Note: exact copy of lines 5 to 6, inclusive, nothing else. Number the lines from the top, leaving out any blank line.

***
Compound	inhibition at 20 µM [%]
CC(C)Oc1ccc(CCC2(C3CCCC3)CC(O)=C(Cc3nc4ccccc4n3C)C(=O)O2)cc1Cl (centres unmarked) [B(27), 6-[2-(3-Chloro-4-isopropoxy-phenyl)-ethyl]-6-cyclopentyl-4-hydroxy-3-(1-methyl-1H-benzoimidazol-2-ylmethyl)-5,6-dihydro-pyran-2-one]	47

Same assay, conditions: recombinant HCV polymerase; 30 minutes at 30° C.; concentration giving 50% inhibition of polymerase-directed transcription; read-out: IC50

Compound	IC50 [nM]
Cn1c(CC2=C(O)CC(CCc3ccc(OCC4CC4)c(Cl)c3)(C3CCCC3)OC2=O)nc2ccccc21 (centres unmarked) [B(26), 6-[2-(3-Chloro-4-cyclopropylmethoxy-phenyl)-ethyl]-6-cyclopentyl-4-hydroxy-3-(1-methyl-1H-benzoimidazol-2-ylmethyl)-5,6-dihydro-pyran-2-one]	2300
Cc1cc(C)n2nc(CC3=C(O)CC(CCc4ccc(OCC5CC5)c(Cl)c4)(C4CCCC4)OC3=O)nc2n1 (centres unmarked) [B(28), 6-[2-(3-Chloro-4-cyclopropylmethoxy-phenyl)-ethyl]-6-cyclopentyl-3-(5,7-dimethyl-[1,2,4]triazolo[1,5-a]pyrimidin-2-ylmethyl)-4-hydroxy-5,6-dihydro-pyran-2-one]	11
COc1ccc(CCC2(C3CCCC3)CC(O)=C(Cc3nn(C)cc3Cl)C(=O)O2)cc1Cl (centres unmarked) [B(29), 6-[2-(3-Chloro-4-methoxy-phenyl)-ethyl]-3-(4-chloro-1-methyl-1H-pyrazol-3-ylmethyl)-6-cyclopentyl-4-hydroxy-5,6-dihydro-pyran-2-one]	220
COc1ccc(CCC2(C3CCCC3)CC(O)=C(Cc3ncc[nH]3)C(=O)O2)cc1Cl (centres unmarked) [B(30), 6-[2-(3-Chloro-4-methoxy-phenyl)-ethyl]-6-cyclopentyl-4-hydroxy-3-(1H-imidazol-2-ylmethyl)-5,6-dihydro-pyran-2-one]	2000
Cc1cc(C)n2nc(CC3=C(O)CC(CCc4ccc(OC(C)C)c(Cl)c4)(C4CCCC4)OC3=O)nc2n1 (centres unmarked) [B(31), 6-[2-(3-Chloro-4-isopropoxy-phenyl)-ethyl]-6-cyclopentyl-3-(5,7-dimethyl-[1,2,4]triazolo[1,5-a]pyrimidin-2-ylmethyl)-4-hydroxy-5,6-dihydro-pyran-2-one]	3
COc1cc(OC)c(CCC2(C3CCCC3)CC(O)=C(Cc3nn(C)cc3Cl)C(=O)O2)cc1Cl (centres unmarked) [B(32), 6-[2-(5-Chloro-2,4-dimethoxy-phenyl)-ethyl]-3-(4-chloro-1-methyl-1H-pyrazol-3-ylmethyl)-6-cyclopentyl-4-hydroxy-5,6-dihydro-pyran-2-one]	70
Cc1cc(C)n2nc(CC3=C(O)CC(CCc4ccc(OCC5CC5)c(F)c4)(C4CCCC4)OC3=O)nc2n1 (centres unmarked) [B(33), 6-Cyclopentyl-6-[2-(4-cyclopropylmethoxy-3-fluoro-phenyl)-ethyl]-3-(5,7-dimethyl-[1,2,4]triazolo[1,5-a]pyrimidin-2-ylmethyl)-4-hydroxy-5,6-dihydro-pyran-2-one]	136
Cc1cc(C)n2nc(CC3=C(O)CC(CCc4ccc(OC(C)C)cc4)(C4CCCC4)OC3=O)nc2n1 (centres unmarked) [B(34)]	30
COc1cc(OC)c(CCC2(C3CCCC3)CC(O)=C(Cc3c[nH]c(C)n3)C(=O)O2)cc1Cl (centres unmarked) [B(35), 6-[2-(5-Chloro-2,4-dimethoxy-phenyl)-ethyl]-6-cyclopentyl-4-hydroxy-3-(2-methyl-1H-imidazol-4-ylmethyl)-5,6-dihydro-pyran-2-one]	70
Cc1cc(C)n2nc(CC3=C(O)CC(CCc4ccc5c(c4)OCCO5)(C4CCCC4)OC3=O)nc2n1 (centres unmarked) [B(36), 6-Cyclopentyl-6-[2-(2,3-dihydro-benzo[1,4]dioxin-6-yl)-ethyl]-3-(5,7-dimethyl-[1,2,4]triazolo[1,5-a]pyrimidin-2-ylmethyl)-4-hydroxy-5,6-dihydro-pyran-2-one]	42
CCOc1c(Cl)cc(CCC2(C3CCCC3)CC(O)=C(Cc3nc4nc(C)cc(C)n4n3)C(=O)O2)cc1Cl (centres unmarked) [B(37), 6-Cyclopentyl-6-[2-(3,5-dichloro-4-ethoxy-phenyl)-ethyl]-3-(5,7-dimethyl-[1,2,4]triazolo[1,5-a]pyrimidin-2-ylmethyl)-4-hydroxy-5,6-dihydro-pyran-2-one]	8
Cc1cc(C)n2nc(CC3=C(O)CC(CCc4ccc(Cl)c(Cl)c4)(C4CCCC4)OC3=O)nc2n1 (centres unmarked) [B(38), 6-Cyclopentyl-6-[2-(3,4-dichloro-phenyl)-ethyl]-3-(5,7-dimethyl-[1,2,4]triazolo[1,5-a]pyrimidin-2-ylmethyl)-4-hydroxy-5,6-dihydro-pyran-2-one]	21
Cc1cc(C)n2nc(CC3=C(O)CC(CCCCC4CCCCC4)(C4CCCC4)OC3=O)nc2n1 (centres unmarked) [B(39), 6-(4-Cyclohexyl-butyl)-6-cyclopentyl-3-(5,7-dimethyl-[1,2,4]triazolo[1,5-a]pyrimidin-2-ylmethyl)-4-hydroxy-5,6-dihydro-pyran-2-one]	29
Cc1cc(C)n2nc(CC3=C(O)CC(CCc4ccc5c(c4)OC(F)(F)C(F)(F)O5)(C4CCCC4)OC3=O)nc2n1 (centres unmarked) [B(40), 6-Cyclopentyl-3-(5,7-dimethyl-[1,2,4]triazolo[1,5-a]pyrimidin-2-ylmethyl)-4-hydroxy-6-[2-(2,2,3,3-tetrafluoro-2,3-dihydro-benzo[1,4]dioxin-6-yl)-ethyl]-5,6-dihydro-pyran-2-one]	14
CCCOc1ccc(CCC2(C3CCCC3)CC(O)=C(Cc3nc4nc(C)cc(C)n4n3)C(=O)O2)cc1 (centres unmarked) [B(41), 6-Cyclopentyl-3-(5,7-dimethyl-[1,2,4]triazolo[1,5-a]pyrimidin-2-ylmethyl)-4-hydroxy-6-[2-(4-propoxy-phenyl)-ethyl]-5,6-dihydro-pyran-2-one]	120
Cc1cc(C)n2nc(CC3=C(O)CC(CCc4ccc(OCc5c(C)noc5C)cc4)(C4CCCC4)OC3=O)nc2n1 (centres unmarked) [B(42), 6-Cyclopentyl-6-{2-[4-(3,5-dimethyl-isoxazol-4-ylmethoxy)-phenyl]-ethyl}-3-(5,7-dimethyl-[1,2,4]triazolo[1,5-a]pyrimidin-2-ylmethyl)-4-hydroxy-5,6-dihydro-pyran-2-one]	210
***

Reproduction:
Cn1c(CC2=C(O)CC(CCc3ccc(OCC4CC4)c(Cl)c3)(C3CCCC3)OC2=O)nc2ccccc21 (centres unmarked) [B(26), 6-[2-(3-Chloro-4-cyclopropylmethoxy-phenyl)-ethyl]-6-cyclopentyl-4-hydroxy-3-(1-methyl-1H-benzoimidazol-2-ylmethyl)-5,6-dihydro-pyran-2-one]	2300
Cc1cc(C)n2nc(CC3=C(O)CC(CCc4ccc(OCC5CC5)c(Cl)c4)(C4CCCC4)OC3=O)nc2n1 (centres unmarked) [B(28), 6-[2-(3-Chloro-4-cyclopropylmethoxy-phenyl)-ethyl]-6-cyclopentyl-3-(5,7-dimethyl-[1,2,4]triazolo[1,5-a]pyrimidin-2-ylmethyl)-4-hydroxy-5,6-dihydro-pyran-2-one]	11